and how to read them
Unlike us primates, birds do not have the underlying structure of facial muscles and other features which would enable them to communicate via facial expressions. This makes it very difficult for humans to know what a bird's emotional state is at any given time.
Monty has been kind enough to employ his celebrated acting talents in this demonstration, which illustrates the problem...
|(Click for larger image. Original (c) Dyfi Osprey project 2012)|
So, how DO birds communicate with each other? There are two main methods: vocalization and posture.
Most of us are familiar with bird song in the Spring, and contact-calls can be heard some distance away. But there are more subtle communication sounds made by birds, which we often don't hear because they operate at close range - when birds are at the nest, roosting, or feeding in flocks.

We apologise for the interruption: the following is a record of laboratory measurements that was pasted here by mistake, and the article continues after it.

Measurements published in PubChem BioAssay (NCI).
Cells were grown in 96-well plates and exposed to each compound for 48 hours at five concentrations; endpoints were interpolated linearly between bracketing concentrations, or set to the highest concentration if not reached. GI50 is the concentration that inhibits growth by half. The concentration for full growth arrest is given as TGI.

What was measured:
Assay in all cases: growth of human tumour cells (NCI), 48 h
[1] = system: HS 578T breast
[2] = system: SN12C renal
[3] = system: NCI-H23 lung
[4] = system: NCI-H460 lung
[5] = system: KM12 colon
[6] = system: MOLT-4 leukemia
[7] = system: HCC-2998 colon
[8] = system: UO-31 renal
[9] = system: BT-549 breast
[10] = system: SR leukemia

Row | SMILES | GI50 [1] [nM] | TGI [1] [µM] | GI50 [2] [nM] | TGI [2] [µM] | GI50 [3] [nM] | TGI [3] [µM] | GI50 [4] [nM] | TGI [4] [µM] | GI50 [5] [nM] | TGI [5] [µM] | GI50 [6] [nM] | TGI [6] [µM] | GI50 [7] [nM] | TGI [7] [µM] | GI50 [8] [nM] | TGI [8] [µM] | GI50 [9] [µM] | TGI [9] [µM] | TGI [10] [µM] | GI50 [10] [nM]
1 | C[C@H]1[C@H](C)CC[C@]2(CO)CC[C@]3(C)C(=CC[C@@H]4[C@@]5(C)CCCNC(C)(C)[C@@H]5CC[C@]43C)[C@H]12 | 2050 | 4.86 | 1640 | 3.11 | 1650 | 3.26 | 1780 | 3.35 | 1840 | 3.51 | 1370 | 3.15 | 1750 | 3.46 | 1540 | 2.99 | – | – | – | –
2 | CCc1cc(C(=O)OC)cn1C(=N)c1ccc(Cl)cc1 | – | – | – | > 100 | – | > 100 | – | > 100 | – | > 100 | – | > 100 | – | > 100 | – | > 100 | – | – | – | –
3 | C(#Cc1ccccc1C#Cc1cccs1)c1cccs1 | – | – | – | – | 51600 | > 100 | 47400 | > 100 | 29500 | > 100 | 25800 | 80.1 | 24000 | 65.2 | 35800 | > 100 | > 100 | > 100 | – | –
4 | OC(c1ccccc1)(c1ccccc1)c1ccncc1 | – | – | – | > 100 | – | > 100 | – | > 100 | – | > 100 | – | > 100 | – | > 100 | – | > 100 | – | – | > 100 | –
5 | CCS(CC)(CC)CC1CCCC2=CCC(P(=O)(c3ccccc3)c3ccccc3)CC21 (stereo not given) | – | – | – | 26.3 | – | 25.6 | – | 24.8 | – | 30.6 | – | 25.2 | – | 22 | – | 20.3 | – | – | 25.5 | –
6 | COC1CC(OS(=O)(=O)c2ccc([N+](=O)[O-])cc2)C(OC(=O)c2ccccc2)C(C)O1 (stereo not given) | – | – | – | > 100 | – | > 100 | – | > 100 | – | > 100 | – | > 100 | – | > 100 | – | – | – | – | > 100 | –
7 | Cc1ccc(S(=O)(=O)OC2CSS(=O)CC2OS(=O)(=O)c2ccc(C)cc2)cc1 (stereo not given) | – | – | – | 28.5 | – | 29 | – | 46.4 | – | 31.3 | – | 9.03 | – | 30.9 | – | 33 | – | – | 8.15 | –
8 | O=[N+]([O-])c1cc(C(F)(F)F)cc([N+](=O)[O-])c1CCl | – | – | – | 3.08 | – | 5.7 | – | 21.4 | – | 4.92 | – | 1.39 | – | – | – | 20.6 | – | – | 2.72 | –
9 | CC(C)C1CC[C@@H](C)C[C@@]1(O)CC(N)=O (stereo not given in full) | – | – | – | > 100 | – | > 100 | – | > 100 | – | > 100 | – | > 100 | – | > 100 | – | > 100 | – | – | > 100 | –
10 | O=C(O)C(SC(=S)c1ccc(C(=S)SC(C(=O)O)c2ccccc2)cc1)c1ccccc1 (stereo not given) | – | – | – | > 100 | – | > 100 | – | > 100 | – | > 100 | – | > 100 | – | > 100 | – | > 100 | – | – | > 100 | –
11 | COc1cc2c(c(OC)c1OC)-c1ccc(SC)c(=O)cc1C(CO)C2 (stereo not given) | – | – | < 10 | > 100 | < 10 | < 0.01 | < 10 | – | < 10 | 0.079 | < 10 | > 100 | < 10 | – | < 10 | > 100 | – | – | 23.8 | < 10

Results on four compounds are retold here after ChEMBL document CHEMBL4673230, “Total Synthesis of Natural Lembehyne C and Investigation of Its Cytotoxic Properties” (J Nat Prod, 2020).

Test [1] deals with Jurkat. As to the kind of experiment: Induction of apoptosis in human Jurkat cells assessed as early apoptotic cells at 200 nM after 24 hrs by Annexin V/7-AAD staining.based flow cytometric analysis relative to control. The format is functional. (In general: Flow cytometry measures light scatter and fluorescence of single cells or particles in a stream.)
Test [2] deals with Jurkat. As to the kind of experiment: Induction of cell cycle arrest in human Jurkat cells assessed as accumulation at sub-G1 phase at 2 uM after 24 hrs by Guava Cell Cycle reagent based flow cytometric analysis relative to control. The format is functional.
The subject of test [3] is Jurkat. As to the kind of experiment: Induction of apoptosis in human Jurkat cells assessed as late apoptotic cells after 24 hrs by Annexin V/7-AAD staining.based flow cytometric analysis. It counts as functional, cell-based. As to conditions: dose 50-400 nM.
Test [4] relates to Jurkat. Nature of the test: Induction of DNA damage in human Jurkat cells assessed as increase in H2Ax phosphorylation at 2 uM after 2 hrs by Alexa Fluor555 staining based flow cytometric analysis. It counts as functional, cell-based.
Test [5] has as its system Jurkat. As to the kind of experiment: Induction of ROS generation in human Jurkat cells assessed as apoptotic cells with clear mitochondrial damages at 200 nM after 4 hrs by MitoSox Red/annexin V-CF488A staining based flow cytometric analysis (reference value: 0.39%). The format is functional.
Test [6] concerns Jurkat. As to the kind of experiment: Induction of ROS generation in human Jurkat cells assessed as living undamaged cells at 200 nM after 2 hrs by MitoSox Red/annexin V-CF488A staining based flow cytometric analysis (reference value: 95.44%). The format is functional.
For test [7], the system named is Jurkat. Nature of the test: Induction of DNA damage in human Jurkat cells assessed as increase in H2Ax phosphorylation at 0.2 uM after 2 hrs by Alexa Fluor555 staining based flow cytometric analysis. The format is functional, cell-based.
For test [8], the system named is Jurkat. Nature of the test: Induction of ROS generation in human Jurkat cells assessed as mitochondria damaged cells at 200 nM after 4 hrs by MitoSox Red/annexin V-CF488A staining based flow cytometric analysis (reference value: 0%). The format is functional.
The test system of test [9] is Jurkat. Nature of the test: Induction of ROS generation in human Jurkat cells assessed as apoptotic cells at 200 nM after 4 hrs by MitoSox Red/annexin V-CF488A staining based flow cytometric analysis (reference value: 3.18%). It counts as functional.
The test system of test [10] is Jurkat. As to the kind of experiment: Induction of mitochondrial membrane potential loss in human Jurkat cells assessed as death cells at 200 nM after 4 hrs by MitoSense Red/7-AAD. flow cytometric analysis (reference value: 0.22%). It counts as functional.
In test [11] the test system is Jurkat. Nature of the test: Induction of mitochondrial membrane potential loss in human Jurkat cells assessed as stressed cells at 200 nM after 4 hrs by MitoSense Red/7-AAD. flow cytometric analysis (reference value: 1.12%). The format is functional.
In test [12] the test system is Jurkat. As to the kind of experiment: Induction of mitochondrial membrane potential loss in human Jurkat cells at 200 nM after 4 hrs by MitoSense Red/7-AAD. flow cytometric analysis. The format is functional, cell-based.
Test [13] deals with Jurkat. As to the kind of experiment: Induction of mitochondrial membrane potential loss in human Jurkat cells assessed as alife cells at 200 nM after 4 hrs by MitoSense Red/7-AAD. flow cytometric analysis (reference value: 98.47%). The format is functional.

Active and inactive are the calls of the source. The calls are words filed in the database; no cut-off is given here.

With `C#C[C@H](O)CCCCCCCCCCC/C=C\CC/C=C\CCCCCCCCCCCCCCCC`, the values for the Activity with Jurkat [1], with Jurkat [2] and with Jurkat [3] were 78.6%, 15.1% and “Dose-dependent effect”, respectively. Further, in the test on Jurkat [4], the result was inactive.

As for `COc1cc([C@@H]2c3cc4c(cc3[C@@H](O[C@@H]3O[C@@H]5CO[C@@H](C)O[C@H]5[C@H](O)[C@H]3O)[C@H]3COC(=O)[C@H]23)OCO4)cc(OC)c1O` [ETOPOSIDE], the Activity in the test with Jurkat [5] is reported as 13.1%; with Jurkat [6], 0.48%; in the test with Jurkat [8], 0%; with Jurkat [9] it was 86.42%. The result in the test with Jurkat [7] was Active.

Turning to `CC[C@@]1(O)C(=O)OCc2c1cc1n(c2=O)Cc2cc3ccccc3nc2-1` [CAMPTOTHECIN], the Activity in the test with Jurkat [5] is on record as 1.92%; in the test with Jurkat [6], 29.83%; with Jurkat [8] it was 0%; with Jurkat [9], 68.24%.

This season, and for the first time, Dyfi Osprey Project have equipped their nest platform with broadcast-quality microphones. Unlike other monitored nests, where the sound (if there is any) comes from microphones co-sited with the camera, these might reveal a whole new perspective on osprey communication.
I am totally stoked about this idea. It is going to be fascinating. -Wlw